Intel confirmed it will create chips to power Google Android Honeycomb tablets as the company continues attempts to enter the mobile device space. Currently, most smartphones and tablets run on ARM-based processors, which generally use less battery power, even as they have improved upon computing performance. If they perform well, future tablets using Intel chips could boost device sales and finally allow the company to break into the growing mobile market, but chips aren’t the biggest issue facing Google tablets.
At the moment, a larger challenge looms for Honeycomb, and it isn’t hardware related at all. Instead, it appears to me — along with a general consensus on the web — that hardware has outpaced the Honeycomb software. Why do I say that? Based on the many tablet reviews, along with my own hands-on impressions, Android 3.0 is far from optimized for performance.
Apple’s iPad 2 provides a more fluid experience than Honeycomb tablets, as does my Galaxy Tab, which doesn’t even have a dual-core processor. Even the BlackBerry PlayBook review unit that I’m now looking at seems to run faster and is far more stable. On the Motorola Xoom and T-Mobile G-Slate (see my review here), for example, I’ve seen application crashes, experienced touchscreen lags, and witnessed more sluggishness. Since there’s a mix of operating systems and hardware in my argument, let me recast it another way.
Both of the Android Honeycomb tablets I’ve used run on the same Nvidia Tegra 2 chipset. Yet, we’re now starting to see Android smartphones such as the Motorola Atrix and LG Optimus G2x using the Tegra 2, and they’re high-performance machines that run with nary a hiccup. One could argue the tablets are driving larger, higher resolution screens, and therefore, the hardware has to work harder. That’s fair, but I’d say it’s also not very relevant. I’ve seen Tegra 2 smartphones output 1080p video to high-definition television sets without breaking a sweat. At the risk of oversimplifying, the chips are up to the task, so it must be the software that’s lacking.
This isn’t the first time I suspected Honeycomb was still a work in progress. When the Xoom arrived, it felt rushed and incomplete, partially due to some hardware gaps, such as the 4G upgrade and its inability to recognize microSD memory cards. But more importantly, the experience fell short of expectations based on highly capable hardware components and software miscues. The Android Market only runs in landscape mode, for example, which provides a jolting experience if you’re using a tablet in portrait mode.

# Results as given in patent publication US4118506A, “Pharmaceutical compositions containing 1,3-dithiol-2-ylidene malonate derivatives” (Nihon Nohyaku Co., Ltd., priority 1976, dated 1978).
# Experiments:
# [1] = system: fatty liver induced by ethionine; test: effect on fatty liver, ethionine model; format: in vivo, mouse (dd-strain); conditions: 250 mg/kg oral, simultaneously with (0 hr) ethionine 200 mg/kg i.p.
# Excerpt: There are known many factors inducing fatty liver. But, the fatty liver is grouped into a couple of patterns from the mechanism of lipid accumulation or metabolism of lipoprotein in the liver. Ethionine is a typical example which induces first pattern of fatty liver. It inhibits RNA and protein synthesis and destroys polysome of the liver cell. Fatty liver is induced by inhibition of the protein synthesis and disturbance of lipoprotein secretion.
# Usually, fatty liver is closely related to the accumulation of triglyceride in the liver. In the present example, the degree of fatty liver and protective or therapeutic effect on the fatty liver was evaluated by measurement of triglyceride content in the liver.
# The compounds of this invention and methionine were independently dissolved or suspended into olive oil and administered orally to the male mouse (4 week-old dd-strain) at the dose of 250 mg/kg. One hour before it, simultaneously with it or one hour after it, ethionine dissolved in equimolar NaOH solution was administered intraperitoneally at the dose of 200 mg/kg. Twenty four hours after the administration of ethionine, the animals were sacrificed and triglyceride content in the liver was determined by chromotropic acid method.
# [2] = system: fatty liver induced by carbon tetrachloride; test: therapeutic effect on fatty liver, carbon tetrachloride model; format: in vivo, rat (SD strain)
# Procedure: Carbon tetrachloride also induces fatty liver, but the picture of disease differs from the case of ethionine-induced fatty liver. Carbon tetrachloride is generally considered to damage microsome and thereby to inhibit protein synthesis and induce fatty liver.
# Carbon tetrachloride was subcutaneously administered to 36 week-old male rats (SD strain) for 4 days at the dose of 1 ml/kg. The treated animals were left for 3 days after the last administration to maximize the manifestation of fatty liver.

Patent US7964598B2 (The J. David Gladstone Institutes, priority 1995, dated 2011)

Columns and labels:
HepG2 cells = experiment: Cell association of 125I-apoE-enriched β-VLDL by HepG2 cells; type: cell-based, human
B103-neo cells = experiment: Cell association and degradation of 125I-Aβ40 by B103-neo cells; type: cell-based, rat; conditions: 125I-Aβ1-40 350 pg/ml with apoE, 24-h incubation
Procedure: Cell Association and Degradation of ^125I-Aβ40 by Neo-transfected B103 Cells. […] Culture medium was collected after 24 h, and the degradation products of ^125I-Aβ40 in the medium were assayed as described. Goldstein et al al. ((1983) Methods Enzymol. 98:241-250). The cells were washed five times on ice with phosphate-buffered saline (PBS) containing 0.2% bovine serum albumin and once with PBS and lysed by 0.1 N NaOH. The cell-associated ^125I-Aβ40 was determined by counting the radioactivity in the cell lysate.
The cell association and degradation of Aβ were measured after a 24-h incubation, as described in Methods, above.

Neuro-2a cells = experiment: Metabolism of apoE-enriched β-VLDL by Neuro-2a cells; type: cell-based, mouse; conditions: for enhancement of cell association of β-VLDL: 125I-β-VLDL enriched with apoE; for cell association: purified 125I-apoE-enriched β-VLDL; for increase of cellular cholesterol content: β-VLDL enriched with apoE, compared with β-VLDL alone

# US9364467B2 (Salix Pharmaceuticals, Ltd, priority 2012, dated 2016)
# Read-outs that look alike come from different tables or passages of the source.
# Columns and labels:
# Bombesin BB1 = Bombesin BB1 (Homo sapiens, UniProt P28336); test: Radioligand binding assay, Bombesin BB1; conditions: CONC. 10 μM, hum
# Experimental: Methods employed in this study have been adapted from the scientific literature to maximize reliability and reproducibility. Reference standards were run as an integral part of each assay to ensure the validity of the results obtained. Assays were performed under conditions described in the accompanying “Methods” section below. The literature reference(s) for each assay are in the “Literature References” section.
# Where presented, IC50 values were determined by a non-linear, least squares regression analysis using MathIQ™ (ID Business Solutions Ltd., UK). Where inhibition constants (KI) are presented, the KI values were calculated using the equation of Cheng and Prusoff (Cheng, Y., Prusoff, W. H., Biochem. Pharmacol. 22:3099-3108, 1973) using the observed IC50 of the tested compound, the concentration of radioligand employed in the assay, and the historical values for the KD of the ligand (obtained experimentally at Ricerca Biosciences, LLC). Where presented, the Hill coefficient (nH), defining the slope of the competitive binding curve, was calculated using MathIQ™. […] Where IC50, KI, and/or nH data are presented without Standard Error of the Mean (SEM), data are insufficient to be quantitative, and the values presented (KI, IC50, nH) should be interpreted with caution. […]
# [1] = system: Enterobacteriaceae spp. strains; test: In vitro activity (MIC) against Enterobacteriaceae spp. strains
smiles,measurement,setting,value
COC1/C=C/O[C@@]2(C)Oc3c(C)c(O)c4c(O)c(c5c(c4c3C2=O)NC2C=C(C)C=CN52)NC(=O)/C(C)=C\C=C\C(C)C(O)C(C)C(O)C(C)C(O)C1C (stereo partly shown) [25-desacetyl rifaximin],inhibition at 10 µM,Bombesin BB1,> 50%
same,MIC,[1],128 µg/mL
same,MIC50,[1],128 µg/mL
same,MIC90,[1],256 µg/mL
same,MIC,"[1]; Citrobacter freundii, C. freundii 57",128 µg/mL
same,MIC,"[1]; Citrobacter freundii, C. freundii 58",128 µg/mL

I expect Honeycomb to mature and improve over time, just as Android for smartphones has since its 2008 debut. But until it does, Apple’s iPad will continue to dominate tablet sales. ABI Research today said that Apple accounted for 85 percent of the tablet market last year. That number will decrease as more Android tablets arrive in 2011, but until Google improves Honeycomb, Apple has essentially cornered this market, which brings me back to Intel.
The more iPads sold, the less relevance Intel will have in the mobile space, a market where it essentially has none to begin with. Apple designs its own chips based on a licensing agreement with ARM Holdings, so Intel has little to no chance of ever powering an Apple tablet. The chipmaker had (and lost) a friend in Nokia with the MeeGo operating system, and still might find a hardware partner to make a MeeGo tablet, but that’s another long shot now that Nokia has embraced Windows Phone 7 . Tablets from Research In Motion and Hewlett-Packard use ARM chips, too, and that’s not likely to change anytime soon.
So when the music stops playing, Google Android is the only seat left for Intel to make its mark in mobiles. Given my perception of what’s left to do with the Honeycomb software, perhaps Intel would be better off devoting less time to MeeGo and more effort helping Google improve its tablet operating system. Or maybe Intel is hoping Microsoft is just joking when it demonstrates the next version of Windows running on ARM processors.